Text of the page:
factors are hence referred to as Hard Drugs - highest loading items: (i) Sedatives, minor
tranquilizers, (ii) Marijuana, hashish, psychedelic mushrooms, LSD, "Ecstasy"; (iii) PCP,
major tranquilizers, other psychedelics, inhalants; (iv) Amyl nitrate, amphetamines, other
narcotics; and (v) Heroin, barbiturates, cocaine, inhalants. The antisocial behavior
variables are hence labeled Antisocial behavior: theft, vandalism, felonies, and fighting.
Due to the extremely low dropout rate nearly all subjects provided outcome data. As such,
the ns for each analysis range only from 181 to 189. In general, we deemed the data
appropriate for multiple regression; no major violations of the assumption of the method
were apparent. The inclusion of the interaction terms did reduce tolerance but not to an
unacceptable level. Descriptive statistics for continuous predictor and outcome variables
appear in Table II and the distribution of binary predictor and outcome variables appears
in Table III.
Frequencies for exposure to the main predictor variables are as follows: For exposure to
primal scenes, 63 (32%) children were exposed (boys n = 34, girls n = 29), whereas 133
(68%) children were not exposed. For exposure to parental nudity, exposure was more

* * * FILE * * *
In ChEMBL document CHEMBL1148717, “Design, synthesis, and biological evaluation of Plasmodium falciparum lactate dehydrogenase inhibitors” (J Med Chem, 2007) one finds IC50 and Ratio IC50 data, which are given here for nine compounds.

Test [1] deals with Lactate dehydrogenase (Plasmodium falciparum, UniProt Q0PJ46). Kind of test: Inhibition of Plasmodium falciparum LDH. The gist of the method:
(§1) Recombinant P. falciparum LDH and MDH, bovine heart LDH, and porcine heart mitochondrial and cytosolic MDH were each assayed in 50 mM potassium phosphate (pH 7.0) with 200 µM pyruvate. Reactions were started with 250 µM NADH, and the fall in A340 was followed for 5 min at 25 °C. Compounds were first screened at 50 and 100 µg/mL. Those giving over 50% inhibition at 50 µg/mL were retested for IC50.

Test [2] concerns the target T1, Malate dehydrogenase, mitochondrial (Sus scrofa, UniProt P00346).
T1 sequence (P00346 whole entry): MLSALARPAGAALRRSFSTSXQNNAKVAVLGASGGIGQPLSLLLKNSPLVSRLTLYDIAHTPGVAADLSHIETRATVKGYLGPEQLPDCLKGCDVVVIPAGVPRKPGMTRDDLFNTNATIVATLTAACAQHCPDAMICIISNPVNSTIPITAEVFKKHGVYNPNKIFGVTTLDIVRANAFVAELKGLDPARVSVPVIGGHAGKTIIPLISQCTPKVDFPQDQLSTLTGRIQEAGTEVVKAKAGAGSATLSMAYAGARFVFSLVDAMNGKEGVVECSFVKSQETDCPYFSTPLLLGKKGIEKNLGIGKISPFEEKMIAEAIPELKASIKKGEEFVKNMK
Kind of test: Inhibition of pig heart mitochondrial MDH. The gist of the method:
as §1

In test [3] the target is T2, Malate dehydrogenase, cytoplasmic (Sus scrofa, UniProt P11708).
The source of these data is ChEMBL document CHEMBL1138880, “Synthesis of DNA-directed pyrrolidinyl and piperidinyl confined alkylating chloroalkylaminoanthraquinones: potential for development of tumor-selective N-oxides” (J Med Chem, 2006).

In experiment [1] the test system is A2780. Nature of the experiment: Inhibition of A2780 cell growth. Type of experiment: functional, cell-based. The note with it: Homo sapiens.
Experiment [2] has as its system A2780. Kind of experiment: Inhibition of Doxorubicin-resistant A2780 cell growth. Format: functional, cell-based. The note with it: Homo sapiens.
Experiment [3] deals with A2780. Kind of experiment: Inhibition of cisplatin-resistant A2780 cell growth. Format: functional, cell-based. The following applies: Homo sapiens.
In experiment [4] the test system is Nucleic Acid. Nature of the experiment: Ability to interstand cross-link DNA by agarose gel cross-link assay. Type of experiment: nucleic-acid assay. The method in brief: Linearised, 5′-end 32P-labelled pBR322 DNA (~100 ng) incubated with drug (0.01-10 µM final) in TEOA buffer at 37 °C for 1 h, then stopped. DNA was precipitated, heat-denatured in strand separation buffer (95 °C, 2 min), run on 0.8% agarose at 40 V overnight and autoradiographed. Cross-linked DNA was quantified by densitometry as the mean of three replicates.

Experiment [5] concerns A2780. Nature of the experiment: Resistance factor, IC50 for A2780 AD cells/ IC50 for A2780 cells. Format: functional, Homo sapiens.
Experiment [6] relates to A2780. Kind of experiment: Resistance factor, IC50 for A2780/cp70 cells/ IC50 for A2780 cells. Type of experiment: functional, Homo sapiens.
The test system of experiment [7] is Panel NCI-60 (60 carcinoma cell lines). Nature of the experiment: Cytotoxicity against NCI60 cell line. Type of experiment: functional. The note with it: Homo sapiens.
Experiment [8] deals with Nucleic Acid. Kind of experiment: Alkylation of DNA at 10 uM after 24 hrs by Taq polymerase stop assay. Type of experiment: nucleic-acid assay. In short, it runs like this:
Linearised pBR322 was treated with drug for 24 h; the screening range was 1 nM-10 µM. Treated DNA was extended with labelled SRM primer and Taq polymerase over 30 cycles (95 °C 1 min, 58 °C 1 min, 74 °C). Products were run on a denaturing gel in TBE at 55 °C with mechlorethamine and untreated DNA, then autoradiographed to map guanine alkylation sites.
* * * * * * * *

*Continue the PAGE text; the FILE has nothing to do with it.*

normally distributed so a 4-point continuous measure was used. Collapsing points 2 and
3, 49 (25%) children were not exposed to any parental nudity, 86 (44%) (boys n = 41,
girls n = 46) were exposed with moderate frequency, and 61 (31%) children (boys n = 34,
girls n = 27) were exposed frequently. Data for 7 children were not included in the
analyses to follow due to unacceptable levels of missing data.
Table IV displays the results for continuous outcome measures in the 18-year follow-up,
and Table V displays results for the binary variables.
There were no significant main effects of the predictor variables. A significant crossover
interaction indicated that for boys, exposure to primal scenes predicted reduced likelihood
of having gotten an STD, or having gotten someone pregnant. The reverse was the case
for girls, who were significantly more likely to have gotten an STD or to have become
pregnant [ILLUSTRATION FOR FIGURE 1 OMITTED]. This finding was independent
of the extent of sexual behavior engaged in.
[TABULAR DATA FOR TABLE II OMITTED]
A number of trends were found that were significant at p [less than] 0.05, which was
above the cutoff point for significance after the Bonferonni correction. Exposure to
parental nudity predicted lower likelihood of sexual activity in [TABULAR DATA FOR
TABLE III OMITTED] [TABULAR DATA FOR TABLE IV OMITTED] [TABULAR
DATA FOR TABLE V OMITTED] adolescence, but more positive sexual experiences
among that group of participants who were sexually active. Exposure to parental nudity
also predicted reduced instances of petty theft and shoplifting, but this was mediated by a